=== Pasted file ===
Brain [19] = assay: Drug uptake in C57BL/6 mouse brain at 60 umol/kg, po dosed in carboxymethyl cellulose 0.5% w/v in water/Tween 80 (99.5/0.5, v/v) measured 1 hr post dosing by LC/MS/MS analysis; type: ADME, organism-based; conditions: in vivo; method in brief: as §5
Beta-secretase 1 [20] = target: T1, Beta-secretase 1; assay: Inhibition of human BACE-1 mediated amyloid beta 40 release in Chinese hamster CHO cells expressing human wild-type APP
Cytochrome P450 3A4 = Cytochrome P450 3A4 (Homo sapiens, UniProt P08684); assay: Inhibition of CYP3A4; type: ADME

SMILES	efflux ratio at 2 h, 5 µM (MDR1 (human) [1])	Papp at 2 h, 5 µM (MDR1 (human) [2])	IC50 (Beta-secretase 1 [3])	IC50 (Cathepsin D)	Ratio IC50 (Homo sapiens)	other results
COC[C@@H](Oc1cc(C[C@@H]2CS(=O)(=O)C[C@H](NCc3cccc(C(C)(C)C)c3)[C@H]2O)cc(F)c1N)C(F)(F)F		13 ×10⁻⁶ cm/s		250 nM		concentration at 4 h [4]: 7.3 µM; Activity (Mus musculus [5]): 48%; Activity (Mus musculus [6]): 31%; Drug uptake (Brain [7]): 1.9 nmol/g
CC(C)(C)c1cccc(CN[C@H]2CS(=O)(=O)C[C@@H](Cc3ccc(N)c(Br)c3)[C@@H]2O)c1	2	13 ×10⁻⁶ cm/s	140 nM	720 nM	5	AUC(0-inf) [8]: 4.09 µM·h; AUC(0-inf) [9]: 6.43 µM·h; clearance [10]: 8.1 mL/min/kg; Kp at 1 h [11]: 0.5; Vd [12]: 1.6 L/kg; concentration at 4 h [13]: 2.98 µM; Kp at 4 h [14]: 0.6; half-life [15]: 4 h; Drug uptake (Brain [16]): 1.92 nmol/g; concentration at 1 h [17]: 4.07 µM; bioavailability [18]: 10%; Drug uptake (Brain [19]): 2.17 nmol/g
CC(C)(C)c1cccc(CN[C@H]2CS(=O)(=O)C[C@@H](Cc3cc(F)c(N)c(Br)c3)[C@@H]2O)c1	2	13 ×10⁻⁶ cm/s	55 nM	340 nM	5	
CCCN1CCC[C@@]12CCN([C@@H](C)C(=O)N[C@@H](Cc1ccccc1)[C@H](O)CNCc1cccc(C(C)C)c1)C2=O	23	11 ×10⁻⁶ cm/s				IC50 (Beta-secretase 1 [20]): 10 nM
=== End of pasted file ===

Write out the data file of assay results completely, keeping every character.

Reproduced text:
Brain [19] = assay: Drug uptake in C57BL/6 mouse brain at 60 umol/kg, po dosed in carboxymethyl cellulose 0.5% w/v in water/Tween 80 (99.5/0.5, v/v) measured 1 hr post dosing by LC/MS/MS analysis; type: ADME, organism-based; conditions: in vivo; method in brief: as §5
Beta-secretase 1 [20] = target: T1, Beta-secretase 1; assay: Inhibition of human BACE-1 mediated amyloid beta 40 release in Chinese hamster CHO cells expressing human wild-type APP
Cytochrome P450 3A4 = Cytochrome P450 3A4 (Homo sapiens, UniProt P08684); assay: Inhibition of CYP3A4; type: ADME

SMILES	efflux ratio at 2 h, 5 µM (MDR1 (human) [1])	Papp at 2 h, 5 µM (MDR1 (human) [2])	IC50 (Beta-secretase 1 [3])	IC50 (Cathepsin D)	Ratio IC50 (Homo sapiens)	other results
COC[C@@H](Oc1cc(C[C@@H]2CS(=O)(=O)C[C@H](NCc3cccc(C(C)(C)C)c3)[C@H]2O)cc(F)c1N)C(F)(F)F		13 ×10⁻⁶ cm/s		250 nM		concentration at 4 h [4]: 7.3 µM; Activity (Mus musculus [5]): 48%; Activity (Mus musculus [6]): 31%; Drug uptake (Brain [7]): 1.9 nmol/g
CC(C)(C)c1cccc(CN[C@H]2CS(=O)(=O)C[C@@H](Cc3ccc(N)c(Br)c3)[C@@H]2O)c1	2	13 ×10⁻⁶ cm/s	140 nM	720 nM	5	AUC(0-inf) [8]: 4.09 µM·h; AUC(0-inf) [9]: 6.43 µM·h; clearance [10]: 8.1 mL/min/kg; Kp at 1 h [11]: 0.5; Vd [12]: 1.6 L/kg; concentration at 4 h [13]: 2.98 µM; Kp at 4 h [14]: 0.6; half-life [15]: 4 h; Drug uptake (Brain [16]): 1.92 nmol/g; concentration at 1 h [17]: 4.07 µM; bioavailability [18]: 10%; Drug uptake (Brain [19]): 2.17 nmol/g
CC(C)(C)c1cccc(CN[C@H]2CS(=O)(=O)C[C@@H](Cc3cc(F)c(N)c(Br)c3)[C@@H]2O)c1	2	13 ×10⁻⁶ cm/s	55 nM	340 nM	5	
CCCN1CCC[C@@]12CCN([C@@H](C)C(=O)N[C@@H](Cc1ccccc1)[C@H](O)CNCc1cccc(C(C)C)c1)C2=O	23	11 ×10⁻⁶ cm/s				IC50 (Beta-secretase 1 [20]): 10 nM